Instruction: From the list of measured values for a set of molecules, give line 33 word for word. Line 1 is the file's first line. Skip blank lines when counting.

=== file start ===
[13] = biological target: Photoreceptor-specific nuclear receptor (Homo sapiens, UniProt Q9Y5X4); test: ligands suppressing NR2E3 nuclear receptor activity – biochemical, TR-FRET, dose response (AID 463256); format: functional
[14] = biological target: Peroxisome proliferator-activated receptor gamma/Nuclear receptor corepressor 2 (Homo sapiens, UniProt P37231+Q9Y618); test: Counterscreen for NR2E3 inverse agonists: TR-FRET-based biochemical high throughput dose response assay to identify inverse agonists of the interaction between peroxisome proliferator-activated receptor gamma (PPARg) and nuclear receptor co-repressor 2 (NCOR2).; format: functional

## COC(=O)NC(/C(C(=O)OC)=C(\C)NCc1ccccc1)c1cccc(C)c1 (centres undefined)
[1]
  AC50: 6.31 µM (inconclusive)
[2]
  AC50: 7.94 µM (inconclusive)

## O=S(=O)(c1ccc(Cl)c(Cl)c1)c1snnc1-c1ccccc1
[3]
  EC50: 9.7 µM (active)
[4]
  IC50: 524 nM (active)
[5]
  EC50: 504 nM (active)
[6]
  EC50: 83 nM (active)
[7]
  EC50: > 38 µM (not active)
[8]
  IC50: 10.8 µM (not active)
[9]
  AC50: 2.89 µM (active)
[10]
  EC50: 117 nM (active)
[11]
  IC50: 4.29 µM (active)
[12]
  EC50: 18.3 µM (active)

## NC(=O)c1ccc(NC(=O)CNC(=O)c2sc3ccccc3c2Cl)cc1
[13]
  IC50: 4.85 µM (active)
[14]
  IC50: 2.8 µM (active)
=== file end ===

  IC50: 2.8 µM (active)